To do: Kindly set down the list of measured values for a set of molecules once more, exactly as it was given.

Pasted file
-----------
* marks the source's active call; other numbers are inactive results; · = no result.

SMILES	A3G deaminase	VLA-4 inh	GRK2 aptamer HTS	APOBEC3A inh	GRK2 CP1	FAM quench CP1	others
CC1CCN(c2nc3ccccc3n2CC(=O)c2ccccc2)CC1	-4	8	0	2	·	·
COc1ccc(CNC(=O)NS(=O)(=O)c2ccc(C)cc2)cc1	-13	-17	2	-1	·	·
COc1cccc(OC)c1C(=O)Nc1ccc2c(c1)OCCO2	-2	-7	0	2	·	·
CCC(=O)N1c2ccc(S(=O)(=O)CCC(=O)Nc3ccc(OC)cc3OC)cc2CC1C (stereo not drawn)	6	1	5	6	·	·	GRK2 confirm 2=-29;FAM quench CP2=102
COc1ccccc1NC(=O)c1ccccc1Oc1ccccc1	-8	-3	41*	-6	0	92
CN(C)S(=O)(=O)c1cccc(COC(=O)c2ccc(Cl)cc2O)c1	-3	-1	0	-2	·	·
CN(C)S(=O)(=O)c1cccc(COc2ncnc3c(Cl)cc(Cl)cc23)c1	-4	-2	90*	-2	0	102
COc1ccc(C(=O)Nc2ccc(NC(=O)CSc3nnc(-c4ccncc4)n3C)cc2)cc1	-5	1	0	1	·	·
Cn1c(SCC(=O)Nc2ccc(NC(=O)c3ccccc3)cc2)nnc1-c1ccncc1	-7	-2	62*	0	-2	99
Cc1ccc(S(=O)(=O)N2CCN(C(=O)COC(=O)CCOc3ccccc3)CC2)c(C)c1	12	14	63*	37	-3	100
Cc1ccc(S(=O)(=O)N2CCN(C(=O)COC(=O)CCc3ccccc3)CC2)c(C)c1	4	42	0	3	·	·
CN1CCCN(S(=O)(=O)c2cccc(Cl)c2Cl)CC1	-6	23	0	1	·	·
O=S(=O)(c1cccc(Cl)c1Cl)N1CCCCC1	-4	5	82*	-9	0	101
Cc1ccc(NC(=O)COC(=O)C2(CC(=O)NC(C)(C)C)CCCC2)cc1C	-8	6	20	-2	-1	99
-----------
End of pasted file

* marks the source's active call; other numbers are inactive results; · = no result.

SMILES	A3G deaminase	VLA-4 inh	GRK2 aptamer HTS	APOBEC3A inh	GRK2 CP1	FAM quench CP1	others
CC1CCN(c2nc3ccccc3n2CC(=O)c2ccccc2)CC1	-4	8	0	2	·	·
COc1ccc(CNC(=O)NS(=O)(=O)c2ccc(C)cc2)cc1	-13	-17	2	-1	·	·
COc1cccc(OC)c1C(=O)Nc1ccc2c(c1)OCCO2	-2	-7	0	2	·	·
CCC(=O)N1c2ccc(S(=O)(=O)CCC(=O)Nc3ccc(OC)cc3OC)cc2CC1C (stereo not drawn)	6	1	5	6	·	·	GRK2 confirm 2=-29;FAM quench CP2=102
COc1ccccc1NC(=O)c1ccccc1Oc1ccccc1	-8	-3	41*	-6	0	92
CN(C)S(=O)(=O)c1cccc(COC(=O)c2ccc(Cl)cc2O)c1	-3	-1	0	-2	·	·
CN(C)S(=O)(=O)c1cccc(COc2ncnc3c(Cl)cc(Cl)cc23)c1	-4	-2	90*	-2	0	102
COc1ccc(C(=O)Nc2ccc(NC(=O)CSc3nnc(-c4ccncc4)n3C)cc2)cc1	-5	1	0	1	·	·
Cn1c(SCC(=O)Nc2ccc(NC(=O)c3ccccc3)cc2)nnc1-c1ccncc1	-7	-2	62*	0	-2	99
Cc1ccc(S(=O)(=O)N2CCN(C(=O)COC(=O)CCOc3ccccc3)CC2)c(C)c1	12	14	63*	37	-3	100
Cc1ccc(S(=O)(=O)N2CCN(C(=O)COC(=O)CCc3ccccc3)CC2)c(C)c1	4	42	0	3	·	·
CN1CCCN(S(=O)(=O)c2cccc(Cl)c2Cl)CC1	-6	23	0	1	·	·
O=S(=O)(c1cccc(Cl)c1Cl)N1CCCCC1	-4	5	82*	-9	0	101
Cc1ccc(NC(=O)COC(=O)C2(CC(=O)NC(C)(C)C)CCCC2)cc1C	-8	6	20	-2	-1	99